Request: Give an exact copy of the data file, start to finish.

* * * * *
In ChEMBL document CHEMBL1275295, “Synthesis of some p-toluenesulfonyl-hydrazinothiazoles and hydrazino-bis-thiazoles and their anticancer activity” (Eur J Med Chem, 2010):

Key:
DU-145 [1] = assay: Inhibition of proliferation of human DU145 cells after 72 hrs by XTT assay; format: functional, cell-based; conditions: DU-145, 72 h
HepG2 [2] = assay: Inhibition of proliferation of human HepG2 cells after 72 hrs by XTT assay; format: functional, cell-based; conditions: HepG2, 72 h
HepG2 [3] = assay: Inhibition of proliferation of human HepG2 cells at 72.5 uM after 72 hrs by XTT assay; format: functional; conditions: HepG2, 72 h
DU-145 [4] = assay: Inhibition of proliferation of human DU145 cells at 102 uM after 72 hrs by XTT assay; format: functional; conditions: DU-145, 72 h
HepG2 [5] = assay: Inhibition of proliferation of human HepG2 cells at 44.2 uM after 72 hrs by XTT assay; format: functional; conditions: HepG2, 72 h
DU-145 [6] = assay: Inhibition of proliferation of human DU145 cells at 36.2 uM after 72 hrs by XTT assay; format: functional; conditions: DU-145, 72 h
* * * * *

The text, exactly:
In ChEMBL document CHEMBL1275295, “Synthesis of some p-toluenesulfonyl-hydrazinothiazoles and hydrazino-bis-thiazoles and their anticancer activity” (Eur J Med Chem, 2010):

Key:
DU-145 [1] = assay: Inhibition of proliferation of human DU145 cells after 72 hrs by XTT assay; format: functional, cell-based; conditions: DU-145, 72 h
HepG2 [2] = assay: Inhibition of proliferation of human HepG2 cells after 72 hrs by XTT assay; format: functional, cell-based; conditions: HepG2, 72 h
HepG2 [3] = assay: Inhibition of proliferation of human HepG2 cells at 72.5 uM after 72 hrs by XTT assay; format: functional; conditions: HepG2, 72 h
DU-145 [4] = assay: Inhibition of proliferation of human DU145 cells at 102 uM after 72 hrs by XTT assay; format: functional; conditions: DU-145, 72 h
HepG2 [5] = assay: Inhibition of proliferation of human HepG2 cells at 44.2 uM after 72 hrs by XTT assay; format: functional; conditions: HepG2, 72 h
DU-145 [6] = assay: Inhibition of proliferation of human DU145 cells at 36.2 uM after 72 hrs by XTT assay; format: functional; conditions: DU-145, 72 h